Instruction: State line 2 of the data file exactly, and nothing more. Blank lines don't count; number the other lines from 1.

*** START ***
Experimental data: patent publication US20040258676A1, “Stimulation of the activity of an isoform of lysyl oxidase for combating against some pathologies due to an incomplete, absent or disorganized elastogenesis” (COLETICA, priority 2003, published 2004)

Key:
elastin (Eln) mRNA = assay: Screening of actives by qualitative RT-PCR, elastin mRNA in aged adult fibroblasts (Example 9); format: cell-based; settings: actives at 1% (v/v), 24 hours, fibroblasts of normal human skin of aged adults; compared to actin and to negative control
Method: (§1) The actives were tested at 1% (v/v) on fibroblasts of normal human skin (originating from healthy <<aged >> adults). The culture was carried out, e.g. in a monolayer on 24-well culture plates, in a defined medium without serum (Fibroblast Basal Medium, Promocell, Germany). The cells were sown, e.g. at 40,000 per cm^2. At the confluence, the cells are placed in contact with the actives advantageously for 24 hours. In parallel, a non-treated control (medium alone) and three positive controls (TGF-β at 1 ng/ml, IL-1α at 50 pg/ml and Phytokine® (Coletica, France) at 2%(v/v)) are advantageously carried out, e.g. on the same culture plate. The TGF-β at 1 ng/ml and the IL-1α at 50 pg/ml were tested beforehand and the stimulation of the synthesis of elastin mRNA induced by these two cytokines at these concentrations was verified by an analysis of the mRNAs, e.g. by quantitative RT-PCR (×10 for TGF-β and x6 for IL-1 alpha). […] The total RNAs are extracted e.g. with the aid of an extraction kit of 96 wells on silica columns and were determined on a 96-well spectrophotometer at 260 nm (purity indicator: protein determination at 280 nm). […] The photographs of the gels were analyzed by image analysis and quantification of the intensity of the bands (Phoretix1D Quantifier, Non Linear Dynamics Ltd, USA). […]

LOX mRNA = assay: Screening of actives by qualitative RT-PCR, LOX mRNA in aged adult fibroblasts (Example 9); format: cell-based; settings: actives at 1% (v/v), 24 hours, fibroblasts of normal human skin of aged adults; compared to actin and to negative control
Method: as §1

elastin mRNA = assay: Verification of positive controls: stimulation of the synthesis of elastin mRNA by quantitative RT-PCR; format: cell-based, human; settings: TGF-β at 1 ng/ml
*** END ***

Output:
Key: